Another book I read recently, and part of what got me thinking about woodcutting, is A Sand County Almanac, the seminal conservationist manifesto by Aldo Leopold.
I first read it, only partway through, during a class in college on the philosophy of science and technology; but having a heavy workload I was forced to cut it short. Somehow I never got back to it and made it all the way through it until now, which is odd as it's really not a hard read, it's quick and engaging.
The first third of the book is a series of pithy observations from Leopold from his life on a farm in the titular Sand County, and it's in this section that his style shines most clearly. He is evocative with beautiful prose bouncing comfortably between the most quotidian of details about the natural world, and the grandest of visions for how those details are part of a vision that spans millenia. He speaks eloquently of his relationship with the land and other living things, and his observations about them, and his stewardship of his part of the world.
The middle third is somewhat similar to the first, but more scattered, with a wider variety of unconnected images. In a way, it's like the first part, only more so. In the third part, he ventures into more prosaic writing, though there are still traces of his lyrical appreciation of the world around him, but this time embedded into more purposeful statements about policy and politics.
I must first speak of the negatives of the book, and here you'll see another matter that has been on my mind recently. Leopold lapses regularly into a sort of elitism that is entirely too comfortable for him. He was gifted with an upbringing in the wilderness, intimately connected with it. He farmed, he hunted, he fished, he cut wood, and he watched the land changing around him as the years passed, from a very young age, at his father's side. Thus, he can get away with sneering at the city-folk who had the misfortune of not being raised in this world, who are blind to the more subtle things going on in the world around them, and to be pitied for what they're missing.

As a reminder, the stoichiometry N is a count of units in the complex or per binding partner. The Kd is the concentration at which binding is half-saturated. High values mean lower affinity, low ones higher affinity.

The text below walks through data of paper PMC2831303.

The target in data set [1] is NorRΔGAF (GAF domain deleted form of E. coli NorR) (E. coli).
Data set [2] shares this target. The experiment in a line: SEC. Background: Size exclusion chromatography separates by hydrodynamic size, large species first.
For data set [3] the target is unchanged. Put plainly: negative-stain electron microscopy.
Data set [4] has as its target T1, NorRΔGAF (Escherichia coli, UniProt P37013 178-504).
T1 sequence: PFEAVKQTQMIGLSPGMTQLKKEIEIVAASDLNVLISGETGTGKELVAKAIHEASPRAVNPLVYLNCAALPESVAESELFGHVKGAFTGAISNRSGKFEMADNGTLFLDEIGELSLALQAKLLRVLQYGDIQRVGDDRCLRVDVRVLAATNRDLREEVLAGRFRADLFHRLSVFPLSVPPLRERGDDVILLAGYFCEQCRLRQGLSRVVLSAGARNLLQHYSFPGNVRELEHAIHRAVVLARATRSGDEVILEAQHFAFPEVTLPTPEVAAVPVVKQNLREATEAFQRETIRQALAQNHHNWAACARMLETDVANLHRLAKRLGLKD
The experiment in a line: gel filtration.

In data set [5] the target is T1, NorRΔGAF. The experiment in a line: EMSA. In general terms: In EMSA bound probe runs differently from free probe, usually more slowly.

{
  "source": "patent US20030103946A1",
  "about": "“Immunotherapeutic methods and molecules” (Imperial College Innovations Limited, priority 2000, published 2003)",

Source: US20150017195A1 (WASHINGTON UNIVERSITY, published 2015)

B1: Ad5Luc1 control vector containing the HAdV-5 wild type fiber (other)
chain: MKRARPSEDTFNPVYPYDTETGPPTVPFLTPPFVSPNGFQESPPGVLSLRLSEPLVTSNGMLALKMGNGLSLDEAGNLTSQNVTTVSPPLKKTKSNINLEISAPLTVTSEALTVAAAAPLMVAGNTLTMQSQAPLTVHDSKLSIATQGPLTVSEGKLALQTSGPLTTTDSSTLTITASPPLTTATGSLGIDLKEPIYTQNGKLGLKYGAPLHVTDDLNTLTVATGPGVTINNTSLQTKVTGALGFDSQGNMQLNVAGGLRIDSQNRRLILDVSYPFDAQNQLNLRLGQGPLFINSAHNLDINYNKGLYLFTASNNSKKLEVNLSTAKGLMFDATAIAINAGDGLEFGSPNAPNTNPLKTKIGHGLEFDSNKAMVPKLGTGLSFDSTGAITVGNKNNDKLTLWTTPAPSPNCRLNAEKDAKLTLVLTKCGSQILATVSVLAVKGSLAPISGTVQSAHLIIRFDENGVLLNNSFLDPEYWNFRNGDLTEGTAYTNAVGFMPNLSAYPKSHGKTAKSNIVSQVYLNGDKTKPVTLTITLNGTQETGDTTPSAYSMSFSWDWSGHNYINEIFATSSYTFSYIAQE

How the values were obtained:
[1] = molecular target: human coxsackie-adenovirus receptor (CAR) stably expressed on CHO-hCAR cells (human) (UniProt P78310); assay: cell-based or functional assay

To be sure he would like to see them learn. Yet every other page he is railing against their incursion into his precious wilderness. Sometimes he is upset that they come in with insufficient appreciation, wanting a quick weekend experience; but other times he objects to their mere presence, and their numbers. The wilderness just can't support their numbers without being changed, defeating the purpose. In the third part he makes some small concession to this problem, but too often he's just being smug about his right to be in the wilderness he was born to, and everyone else's lack of right to be there, and lack of understanding of what it's really like, which each reinforce and create the other.
Another element of this elitism is the simple fact that he can spend all his time on his farm. He has no day job other than writing the occasional scribbles and sketches for his book. He can get up at 3am and sit on his porch for three hours every day. He can spend days at a time standing in a creek waiting for a trout. He can dedicate a week to cutting trees in the back forty. He talks as if everyone has that kind of freedom, as if the responsibility to the land isn't just an important responsibility but the only one.
Setting this aside, though, his description of the land and his relationship to it is moving, beautiful, and inspiring. He is at his best when he talks about something tiny and everyday, then through its perspective, enfolds the entirety of the world. At the time (late 1940s) it must have been an amazingly fresh viewpoint; and even now, in an age of global awareness of environmental issues, it speaks persuasively not just of the issues and the urgency, but also of the humble beauty, which is inspiring in a different way than someone talking about the importance of our efforts.
I now have a copy of Companion to A Sand County Almanac: Interpretive and Critical Essays which is on my reading list after the current series I'm working on.